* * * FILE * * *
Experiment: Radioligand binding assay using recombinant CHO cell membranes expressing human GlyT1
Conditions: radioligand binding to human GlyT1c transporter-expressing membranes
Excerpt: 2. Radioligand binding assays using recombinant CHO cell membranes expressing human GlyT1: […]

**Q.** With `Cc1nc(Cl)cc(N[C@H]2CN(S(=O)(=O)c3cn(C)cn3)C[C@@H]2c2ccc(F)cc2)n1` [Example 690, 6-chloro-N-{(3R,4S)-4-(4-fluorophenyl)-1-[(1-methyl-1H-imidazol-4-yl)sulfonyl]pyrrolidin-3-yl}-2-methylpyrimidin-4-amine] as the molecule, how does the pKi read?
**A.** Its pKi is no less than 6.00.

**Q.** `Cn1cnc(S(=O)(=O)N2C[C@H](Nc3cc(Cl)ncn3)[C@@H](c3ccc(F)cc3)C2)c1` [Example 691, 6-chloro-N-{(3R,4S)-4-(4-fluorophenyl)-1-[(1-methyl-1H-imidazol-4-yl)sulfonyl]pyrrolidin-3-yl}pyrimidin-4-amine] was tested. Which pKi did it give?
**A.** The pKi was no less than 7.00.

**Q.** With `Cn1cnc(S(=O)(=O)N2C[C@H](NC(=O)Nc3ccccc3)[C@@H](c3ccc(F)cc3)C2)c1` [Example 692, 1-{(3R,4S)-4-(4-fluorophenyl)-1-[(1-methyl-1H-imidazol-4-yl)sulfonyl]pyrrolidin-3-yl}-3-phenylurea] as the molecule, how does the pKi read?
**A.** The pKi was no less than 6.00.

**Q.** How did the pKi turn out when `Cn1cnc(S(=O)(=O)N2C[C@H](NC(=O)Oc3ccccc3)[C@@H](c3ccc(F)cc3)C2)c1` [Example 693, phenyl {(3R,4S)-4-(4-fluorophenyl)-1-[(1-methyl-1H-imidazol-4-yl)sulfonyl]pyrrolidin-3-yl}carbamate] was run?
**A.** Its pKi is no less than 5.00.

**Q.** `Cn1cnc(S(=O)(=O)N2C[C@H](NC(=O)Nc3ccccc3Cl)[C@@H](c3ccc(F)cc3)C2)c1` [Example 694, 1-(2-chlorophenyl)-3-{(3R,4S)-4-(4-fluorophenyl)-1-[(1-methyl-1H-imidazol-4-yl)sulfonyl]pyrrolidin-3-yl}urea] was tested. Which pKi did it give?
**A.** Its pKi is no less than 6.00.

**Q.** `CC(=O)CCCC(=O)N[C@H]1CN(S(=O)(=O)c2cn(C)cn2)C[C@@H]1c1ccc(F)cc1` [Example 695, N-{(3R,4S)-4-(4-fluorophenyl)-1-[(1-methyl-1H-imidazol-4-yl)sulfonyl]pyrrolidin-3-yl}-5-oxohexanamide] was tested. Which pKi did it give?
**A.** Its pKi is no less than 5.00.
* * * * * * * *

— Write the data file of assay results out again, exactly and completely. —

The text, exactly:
Experiment: Radioligand binding assay using recombinant CHO cell membranes expressing human GlyT1
Conditions: radioligand binding to human GlyT1c transporter-expressing membranes
Excerpt: 2. Radioligand binding assays using recombinant CHO cell membranes expressing human GlyT1: […]

**Q.** With `Cc1nc(Cl)cc(N[C@H]2CN(S(=O)(=O)c3cn(C)cn3)C[C@@H]2c2ccc(F)cc2)n1` [Example 690, 6-chloro-N-{(3R,4S)-4-(4-fluorophenyl)-1-[(1-methyl-1H-imidazol-4-yl)sulfonyl]pyrrolidin-3-yl}-2-methylpyrimidin-4-amine] as the molecule, how does the pKi read?
**A.** Its pKi is no less than 6.00.

**Q.** `Cn1cnc(S(=O)(=O)N2C[C@H](Nc3cc(Cl)ncn3)[C@@H](c3ccc(F)cc3)C2)c1` [Example 691, 6-chloro-N-{(3R,4S)-4-(4-fluorophenyl)-1-[(1-methyl-1H-imidazol-4-yl)sulfonyl]pyrrolidin-3-yl}pyrimidin-4-amine] was tested. Which pKi did it give?
**A.** The pKi was no less than 7.00.

**Q.** With `Cn1cnc(S(=O)(=O)N2C[C@H](NC(=O)Nc3ccccc3)[C@@H](c3ccc(F)cc3)C2)c1` [Example 692, 1-{(3R,4S)-4-(4-fluorophenyl)-1-[(1-methyl-1H-imidazol-4-yl)sulfonyl]pyrrolidin-3-yl}-3-phenylurea] as the molecule, how does the pKi read?
**A.** The pKi was no less than 6.00.

**Q.** How did the pKi turn out when `Cn1cnc(S(=O)(=O)N2C[C@H](NC(=O)Oc3ccccc3)[C@@H](c3ccc(F)cc3)C2)c1` [Example 693, phenyl {(3R,4S)-4-(4-fluorophenyl)-1-[(1-methyl-1H-imidazol-4-yl)sulfonyl]pyrrolidin-3-yl}carbamate] was run?
**A.** Its pKi is no less than 5.00.

**Q.** `Cn1cnc(S(=O)(=O)N2C[C@H](NC(=O)Nc3ccccc3Cl)[C@@H](c3ccc(F)cc3)C2)c1` [Example 694, 1-(2-chlorophenyl)-3-{(3R,4S)-4-(4-fluorophenyl)-1-[(1-methyl-1H-imidazol-4-yl)sulfonyl]pyrrolidin-3-yl}urea] was tested. Which pKi did it give?
**A.** Its pKi is no less than 6.00.

**Q.** `CC(=O)CCCC(=O)N[C@H]1CN(S(=O)(=O)c2cn(C)cn2)C[C@@H]1c1ccc(F)cc1` [Example 695, N-{(3R,4S)-4-(4-fluorophenyl)-1-[(1-methyl-1H-imidazol-4-yl)sulfonyl]pyrrolidin-3-yl}-5-oxohexanamide] was tested. Which pKi did it give?
**A.** Its pKi is no less than 5.00.